Monday, August 09, 2004

Tackling health care wrong way round, again

VICTORIA - The premiers' proposal for a national, federally funded pharmacare plan highlights what's wrong with the way we approach health care.
There's a certain tactical cleverness to the idea, hatched -- apparently with little preparation -- at meetings last week.
The premiers were trying to figure out how to approach next month's televised health care summit with Prime Minister Paul Martin, who had already struck his own pose with an empty campaign promise to cut waiting lists.
The premiers needed a response.
Fundamentally, they want more money from Ottawa. But that demand is wearing thin, not least because the public recognizes that provincial and federal governments tap the same pool of taxpayers.
So the premiers came up with a twist. The federal government should create a national pharmacare program, they decided, and come up with the required $7 billion to $12 billion. (The range indicates just how well this has been thought through.) And, of course, the premiers still want Ottawa to come up with $5 billion a year in extra health transfer payments.
Don't expect any fast action.
The provinces can't even say what sort of plan they want Ottawa to provide. Provincial pharmacare plans now vary widely. P.E.I. covers 30 per cent of total prescription drug costs, with the rest paid by private insurers or individuals; Manitoba's plan covers 53 per cent of all prescription drug costs. Working out a coherent, nationally acceptable model would be a huge task.
The federal government has no interest in taking on all responsibility for the fastest-growing component of health care costs.
And the public recognizes that this proposal does nothing to address the real issues The premiers' rhetoric is about rising costs, greater effectiveness and sustainability. But their pharmacare plan doesn't tackle those tough issues. It simply takes the status quo and shuffles the financial arrangements around.
A real national pharmacare strategy would be useful.
Prescription drugs are taking an increasing share of health care spending, with little evidence on whether the money buys useful results.
In B.C., prescription drug spending was $360 per person in 2003, about $145 less than the national average, according to the Canadian Institute for Health Information. But there's little evidence as to why we spend less, or whether it's a good thing.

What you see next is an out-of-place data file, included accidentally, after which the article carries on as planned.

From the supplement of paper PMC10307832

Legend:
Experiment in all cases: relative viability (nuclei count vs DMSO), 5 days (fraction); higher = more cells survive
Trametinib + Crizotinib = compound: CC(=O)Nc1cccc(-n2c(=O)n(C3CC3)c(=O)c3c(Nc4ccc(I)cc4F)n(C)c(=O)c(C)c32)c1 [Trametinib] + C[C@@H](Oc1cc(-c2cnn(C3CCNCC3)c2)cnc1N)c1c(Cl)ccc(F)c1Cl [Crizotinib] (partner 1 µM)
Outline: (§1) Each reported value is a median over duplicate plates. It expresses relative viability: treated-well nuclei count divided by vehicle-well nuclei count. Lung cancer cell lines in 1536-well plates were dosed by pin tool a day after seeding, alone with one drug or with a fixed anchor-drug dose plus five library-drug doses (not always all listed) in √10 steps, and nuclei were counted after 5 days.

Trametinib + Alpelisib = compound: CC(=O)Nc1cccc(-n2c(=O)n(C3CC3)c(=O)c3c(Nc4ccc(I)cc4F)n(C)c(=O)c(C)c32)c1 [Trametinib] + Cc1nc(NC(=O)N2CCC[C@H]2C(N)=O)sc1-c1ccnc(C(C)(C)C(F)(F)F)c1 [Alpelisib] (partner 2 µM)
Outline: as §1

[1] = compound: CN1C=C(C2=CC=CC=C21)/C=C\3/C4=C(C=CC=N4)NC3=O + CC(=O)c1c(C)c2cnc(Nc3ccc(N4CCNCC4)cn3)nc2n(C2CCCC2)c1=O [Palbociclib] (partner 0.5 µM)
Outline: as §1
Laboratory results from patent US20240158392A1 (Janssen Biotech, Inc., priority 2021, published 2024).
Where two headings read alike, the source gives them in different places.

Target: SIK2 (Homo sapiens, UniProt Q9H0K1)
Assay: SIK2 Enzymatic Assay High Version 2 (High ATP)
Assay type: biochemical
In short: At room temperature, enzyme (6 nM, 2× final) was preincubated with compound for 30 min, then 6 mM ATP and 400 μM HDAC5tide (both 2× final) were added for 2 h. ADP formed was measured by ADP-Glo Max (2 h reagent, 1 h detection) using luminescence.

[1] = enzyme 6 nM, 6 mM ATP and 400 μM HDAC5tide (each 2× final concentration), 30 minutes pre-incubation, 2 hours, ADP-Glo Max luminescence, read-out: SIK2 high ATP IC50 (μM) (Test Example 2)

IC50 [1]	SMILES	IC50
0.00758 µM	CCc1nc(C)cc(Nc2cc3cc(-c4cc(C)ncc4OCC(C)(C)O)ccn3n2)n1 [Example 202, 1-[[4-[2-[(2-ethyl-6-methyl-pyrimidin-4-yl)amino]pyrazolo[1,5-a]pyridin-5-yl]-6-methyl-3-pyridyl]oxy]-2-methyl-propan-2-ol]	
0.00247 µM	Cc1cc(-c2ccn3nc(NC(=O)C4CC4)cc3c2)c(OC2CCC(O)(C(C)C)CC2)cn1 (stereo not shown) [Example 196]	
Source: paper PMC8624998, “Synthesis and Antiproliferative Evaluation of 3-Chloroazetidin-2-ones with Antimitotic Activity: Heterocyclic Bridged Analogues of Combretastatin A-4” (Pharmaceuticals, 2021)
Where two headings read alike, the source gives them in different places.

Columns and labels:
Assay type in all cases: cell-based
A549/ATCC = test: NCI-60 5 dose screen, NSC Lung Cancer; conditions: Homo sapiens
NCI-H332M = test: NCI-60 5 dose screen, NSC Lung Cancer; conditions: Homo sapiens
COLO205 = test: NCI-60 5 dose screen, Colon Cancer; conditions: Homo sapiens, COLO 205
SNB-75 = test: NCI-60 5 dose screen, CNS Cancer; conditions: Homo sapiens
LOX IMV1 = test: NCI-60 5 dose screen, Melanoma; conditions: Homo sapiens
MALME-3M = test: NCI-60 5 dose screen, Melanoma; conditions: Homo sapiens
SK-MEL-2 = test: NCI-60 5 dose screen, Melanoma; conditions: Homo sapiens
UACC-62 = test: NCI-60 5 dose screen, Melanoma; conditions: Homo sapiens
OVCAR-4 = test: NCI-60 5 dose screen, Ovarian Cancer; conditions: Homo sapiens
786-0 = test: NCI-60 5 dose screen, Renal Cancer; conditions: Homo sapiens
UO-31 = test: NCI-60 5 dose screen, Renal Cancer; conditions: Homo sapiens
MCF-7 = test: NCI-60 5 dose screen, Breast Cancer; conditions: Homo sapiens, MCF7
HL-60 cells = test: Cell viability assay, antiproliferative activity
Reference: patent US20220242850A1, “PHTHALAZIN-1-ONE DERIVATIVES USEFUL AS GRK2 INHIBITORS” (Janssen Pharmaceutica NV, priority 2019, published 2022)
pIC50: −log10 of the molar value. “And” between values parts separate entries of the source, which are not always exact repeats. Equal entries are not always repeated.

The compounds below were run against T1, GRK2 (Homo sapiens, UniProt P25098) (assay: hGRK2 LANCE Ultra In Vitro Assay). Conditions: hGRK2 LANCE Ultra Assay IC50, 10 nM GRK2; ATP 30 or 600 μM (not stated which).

Perhaps reference-based pricing is keeping costs down; perhaps we're simply healthier; or perhaps we're under-prescribing and as a result more people are inding up in hospital. We don't know.
A national strategy, based on the best information available, could improve the assessment and approval process for new drugs and provide better ways of managing costs (including more effective bargaining with the drug companies.) When that is done -- the important work -- the question of who pays can be resolved.
It's difficult work. Deciding not to pay for the latest, more costly drug variations brings pressure from patients who believe they can improve their lives, and drug companies that believe they can improve their bottom lines. But it's the only way to real reform.
So far, once you get past the rhetoric, the talk is all about who pays. Even the advocates of two-tier care acknowledge it doesn't reduce costs or increase effectiveness. The health care expense is the same; the difference is whether we pay collectively or allow people to pay individually for speedier care.
We're not in any sort of health care sustainability crisis. Cost increases are worrying, but Canadian health care spending as a percentage of GDP was unchanged between 1991 and 2001. A federal finance department review released this year projected that even without changes health spending would remain easily manageable until 2040 and beyond.
That means we have time to make the difficult decisions about the kind of health care system we want and are prepared to pay for.
Instead, our politicians are still bogged down on debates about whether the taxes we pay to Ottawa or the taxes we pay to Victoria should be allocated to health care costs.
And that's a debate that has very little to do with better patient care.
- From the Vancouver Sun

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